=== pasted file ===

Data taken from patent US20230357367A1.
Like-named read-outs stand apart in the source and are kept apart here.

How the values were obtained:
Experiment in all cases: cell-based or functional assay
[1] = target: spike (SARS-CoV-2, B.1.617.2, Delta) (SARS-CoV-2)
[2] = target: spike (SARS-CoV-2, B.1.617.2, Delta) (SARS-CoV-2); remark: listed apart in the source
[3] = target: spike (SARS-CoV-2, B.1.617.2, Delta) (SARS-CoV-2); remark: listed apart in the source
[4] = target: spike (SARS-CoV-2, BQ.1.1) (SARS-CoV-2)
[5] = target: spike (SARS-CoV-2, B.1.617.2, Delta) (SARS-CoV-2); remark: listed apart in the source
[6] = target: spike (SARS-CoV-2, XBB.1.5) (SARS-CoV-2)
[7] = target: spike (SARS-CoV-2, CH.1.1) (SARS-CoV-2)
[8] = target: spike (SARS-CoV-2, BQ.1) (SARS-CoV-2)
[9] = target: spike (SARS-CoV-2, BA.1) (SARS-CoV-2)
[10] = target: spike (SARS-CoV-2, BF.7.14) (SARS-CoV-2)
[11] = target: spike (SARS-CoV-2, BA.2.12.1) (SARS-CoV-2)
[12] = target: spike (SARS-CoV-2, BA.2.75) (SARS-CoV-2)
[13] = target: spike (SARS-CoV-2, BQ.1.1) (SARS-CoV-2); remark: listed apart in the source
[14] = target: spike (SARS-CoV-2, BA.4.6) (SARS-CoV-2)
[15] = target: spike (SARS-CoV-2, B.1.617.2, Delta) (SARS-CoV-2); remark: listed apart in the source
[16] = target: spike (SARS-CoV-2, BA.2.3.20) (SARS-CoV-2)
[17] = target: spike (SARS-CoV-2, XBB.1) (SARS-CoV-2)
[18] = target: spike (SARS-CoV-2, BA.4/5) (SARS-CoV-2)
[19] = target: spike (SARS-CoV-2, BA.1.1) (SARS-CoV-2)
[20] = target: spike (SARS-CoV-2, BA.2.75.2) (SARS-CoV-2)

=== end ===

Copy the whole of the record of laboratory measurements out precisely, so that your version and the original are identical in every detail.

Data taken from patent US20230357367A1.
Like-named read-outs stand apart in the source and are kept apart here.

How the values were obtained:
Experiment in all cases: cell-based or functional assay
[1] = target: spike (SARS-CoV-2, B.1.617.2, Delta) (SARS-CoV-2)
[2] = target: spike (SARS-CoV-2, B.1.617.2, Delta) (SARS-CoV-2); remark: listed apart in the source
[3] = target: spike (SARS-CoV-2, B.1.617.2, Delta) (SARS-CoV-2); remark: listed apart in the source
[4] = target: spike (SARS-CoV-2, BQ.1.1) (SARS-CoV-2)
[5] = target: spike (SARS-CoV-2, B.1.617.2, Delta) (SARS-CoV-2); remark: listed apart in the source
[6] = target: spike (SARS-CoV-2, XBB.1.5) (SARS-CoV-2)
[7] = target: spike (SARS-CoV-2, CH.1.1) (SARS-CoV-2)
[8] = target: spike (SARS-CoV-2, BQ.1) (SARS-CoV-2)
[9] = target: spike (SARS-CoV-2, BA.1) (SARS-CoV-2)
[10] = target: spike (SARS-CoV-2, BF.7.14) (SARS-CoV-2)
[11] = target: spike (SARS-CoV-2, BA.2.12.1) (SARS-CoV-2)
[12] = target: spike (SARS-CoV-2, BA.2.75) (SARS-CoV-2)
[13] = target: spike (SARS-CoV-2, BQ.1.1) (SARS-CoV-2); remark: listed apart in the source
[14] = target: spike (SARS-CoV-2, BA.4.6) (SARS-CoV-2)
[15] = target: spike (SARS-CoV-2, B.1.617.2, Delta) (SARS-CoV-2); remark: listed apart in the source
[16] = target: spike (SARS-CoV-2, BA.2.3.20) (SARS-CoV-2)
[17] = target: spike (SARS-CoV-2, XBB.1) (SARS-CoV-2)
[18] = target: spike (SARS-CoV-2, BA.4/5) (SARS-CoV-2)
[19] = target: spike (SARS-CoV-2, BA.1.1) (SARS-CoV-2)
[20] = target: spike (SARS-CoV-2, BA.2.75.2) (SARS-CoV-2)